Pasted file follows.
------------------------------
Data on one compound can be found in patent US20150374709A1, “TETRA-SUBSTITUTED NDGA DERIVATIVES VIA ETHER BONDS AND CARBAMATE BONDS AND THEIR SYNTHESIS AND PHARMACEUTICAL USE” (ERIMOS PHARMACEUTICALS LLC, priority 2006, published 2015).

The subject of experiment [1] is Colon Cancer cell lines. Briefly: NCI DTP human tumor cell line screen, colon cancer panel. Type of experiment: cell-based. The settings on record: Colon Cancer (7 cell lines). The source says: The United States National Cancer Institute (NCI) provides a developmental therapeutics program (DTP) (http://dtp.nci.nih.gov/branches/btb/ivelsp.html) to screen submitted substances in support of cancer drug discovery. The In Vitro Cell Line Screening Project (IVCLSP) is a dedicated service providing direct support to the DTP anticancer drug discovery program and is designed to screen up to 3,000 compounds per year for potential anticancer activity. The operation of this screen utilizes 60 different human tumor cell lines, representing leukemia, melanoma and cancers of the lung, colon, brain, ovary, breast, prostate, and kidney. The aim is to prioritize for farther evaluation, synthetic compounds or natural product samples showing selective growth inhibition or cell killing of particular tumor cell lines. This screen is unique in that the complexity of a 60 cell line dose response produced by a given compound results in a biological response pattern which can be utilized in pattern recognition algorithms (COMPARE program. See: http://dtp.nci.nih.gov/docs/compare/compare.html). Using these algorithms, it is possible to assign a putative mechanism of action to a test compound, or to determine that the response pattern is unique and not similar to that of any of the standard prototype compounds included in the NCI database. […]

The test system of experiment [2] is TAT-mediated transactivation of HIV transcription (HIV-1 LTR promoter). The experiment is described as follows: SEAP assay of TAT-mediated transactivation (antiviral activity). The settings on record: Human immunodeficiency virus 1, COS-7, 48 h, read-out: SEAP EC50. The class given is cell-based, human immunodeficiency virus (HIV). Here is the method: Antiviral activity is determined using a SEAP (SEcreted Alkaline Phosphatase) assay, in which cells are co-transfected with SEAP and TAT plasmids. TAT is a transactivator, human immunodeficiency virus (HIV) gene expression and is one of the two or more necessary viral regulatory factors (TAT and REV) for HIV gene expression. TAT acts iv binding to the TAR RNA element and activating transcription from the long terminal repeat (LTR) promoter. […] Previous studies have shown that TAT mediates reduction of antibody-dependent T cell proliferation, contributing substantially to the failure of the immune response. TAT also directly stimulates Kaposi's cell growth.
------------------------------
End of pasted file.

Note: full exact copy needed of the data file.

Data on one compound can be found in patent US20150374709A1, “TETRA-SUBSTITUTED NDGA DERIVATIVES VIA ETHER BONDS AND CARBAMATE BONDS AND THEIR SYNTHESIS AND PHARMACEUTICAL USE” (ERIMOS PHARMACEUTICALS LLC, priority 2006, published 2015).

The subject of experiment [1] is Colon Cancer cell lines. Briefly: NCI DTP human tumor cell line screen, colon cancer panel. Type of experiment: cell-based. The settings on record: Colon Cancer (7 cell lines). The source says: The United States National Cancer Institute (NCI) provides a developmental therapeutics program (DTP) (http://dtp.nci.nih.gov/branches/btb/ivelsp.html) to screen submitted substances in support of cancer drug discovery. The In Vitro Cell Line Screening Project (IVCLSP) is a dedicated service providing direct support to the DTP anticancer drug discovery program and is designed to screen up to 3,000 compounds per year for potential anticancer activity. The operation of this screen utilizes 60 different human tumor cell lines, representing leukemia, melanoma and cancers of the lung, colon, brain, ovary, breast, prostate, and kidney. The aim is to prioritize for farther evaluation, synthetic compounds or natural product samples showing selective growth inhibition or cell killing of particular tumor cell lines. This screen is unique in that the complexity of a 60 cell line dose response produced by a given compound results in a biological response pattern which can be utilized in pattern recognition algorithms (COMPARE program. See: http://dtp.nci.nih.gov/docs/compare/compare.html). Using these algorithms, it is possible to assign a putative mechanism of action to a test compound, or to determine that the response pattern is unique and not similar to that of any of the standard prototype compounds included in the NCI database. […]

The test system of experiment [2] is TAT-mediated transactivation of HIV transcription (HIV-1 LTR promoter). The experiment is described as follows: SEAP assay of TAT-mediated transactivation (antiviral activity). The settings on record: Human immunodeficiency virus 1, COS-7, 48 h, read-out: SEAP EC50. The class given is cell-based, human immunodeficiency virus (HIV). Here is the method: Antiviral activity is determined using a SEAP (SEcreted Alkaline Phosphatase) assay, in which cells are co-transfected with SEAP and TAT plasmids. TAT is a transactivator, human immunodeficiency virus (HIV) gene expression and is one of the two or more necessary viral regulatory factors (TAT and REV) for HIV gene expression. TAT acts iv binding to the TAR RNA element and activating transcription from the long terminal repeat (LTR) promoter. […] Previous studies have shown that TAT mediates reduction of antibody-dependent T cell proliferation, contributing substantially to the failure of the immune response. TAT also directly stimulates Kaposi's cell growth.